Thursday, April 16, 2009

Fallow Gal

Aloha Welcome!

Click on photos to enlarge

A biblical Hawaii sunset

“To seek approval is to have no resting place, no sanctuary. Like all judgment, approval encourages a constant striving. It makes us uncertain of who we are and of our true value. Approval cannot be trusted. It can be withdrawn at any time no matter what our track record has been. It is as nourishing of real growth as cotton candy. Yet many of us spend our lives pursuing it.”

Rachel Naomi Remen

Open roof above the central courtyard, Hawaii State Capitol

“Disbelief in magic can force a poor soul into believing in government and business."
Tom Robbins

Fallen Pink Lehua Blossom.

“Anyone can give up, it's the easiest thing in the world to do. But to hold it together when everyone else would understand if you fell apart, that's true strength.”

Ah! Fertile downtime!

I'm fallow today

allowing subtle energies to trickle down,

to fill up all my empty places

I'm recalling mis-remembered faces

revisiting those inner spaces

until the new spring

burbles forth.


Long ago, about a mile or so from where we're sitting, there lived an old Hawaiian couple.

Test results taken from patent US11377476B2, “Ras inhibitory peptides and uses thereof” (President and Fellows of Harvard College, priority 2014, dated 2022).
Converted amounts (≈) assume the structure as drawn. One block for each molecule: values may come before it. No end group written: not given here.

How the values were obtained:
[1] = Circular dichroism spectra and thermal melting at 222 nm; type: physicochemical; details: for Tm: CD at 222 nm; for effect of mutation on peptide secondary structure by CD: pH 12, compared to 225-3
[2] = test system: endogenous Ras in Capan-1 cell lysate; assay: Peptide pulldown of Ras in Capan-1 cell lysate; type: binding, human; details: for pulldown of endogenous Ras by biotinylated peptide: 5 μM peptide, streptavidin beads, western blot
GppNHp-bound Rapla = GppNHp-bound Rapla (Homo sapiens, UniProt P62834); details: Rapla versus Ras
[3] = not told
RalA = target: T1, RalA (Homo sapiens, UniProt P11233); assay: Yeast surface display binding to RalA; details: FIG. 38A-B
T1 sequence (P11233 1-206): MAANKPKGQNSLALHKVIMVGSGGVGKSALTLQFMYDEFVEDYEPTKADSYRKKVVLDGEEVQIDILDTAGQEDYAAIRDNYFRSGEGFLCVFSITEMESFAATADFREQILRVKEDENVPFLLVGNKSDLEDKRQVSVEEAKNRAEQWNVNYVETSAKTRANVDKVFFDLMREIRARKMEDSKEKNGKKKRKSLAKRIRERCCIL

Every morning the husband would hike inland to hunt, while his wife took their calabash gourds to the fresh springs of Mo`ili`ili down towards the shoreline. There she filled them with the day's needed water, carrying them home as the sun reached mid-heaven.

One day the gourds felt particularly heavy.

"Wela i ka la" (Hot, the sun!) she said to herself.

"We are getting old." She told her husband that afternoon when he returned. We have no children. Who will help me carry the water as it grows heavier day by day?

Just then a visitor came by.

"E komo mai" (welcome) they called humbly. "Come into our hale and share our meal."

They didn't recognize Lono, the god of peace and increase. But Lono had heard their worries, and their simple piety had touched his heart.

Striking the dry, rocky soil close by their dwelling

he caused a fresh spring, a puna hou, to gush forth.

Now they could easily grow food close at hand

and water would flow

without labor.

The old couple lived for many more years

always welcoming their many guests

who brought them poi and fish to eat

with warm respect.

And the punahou never ran dry;
In fact it still murmurs today on the campus of the Punahou School; Alma Mater of President Barack Obama.

A L O H A, Cloudia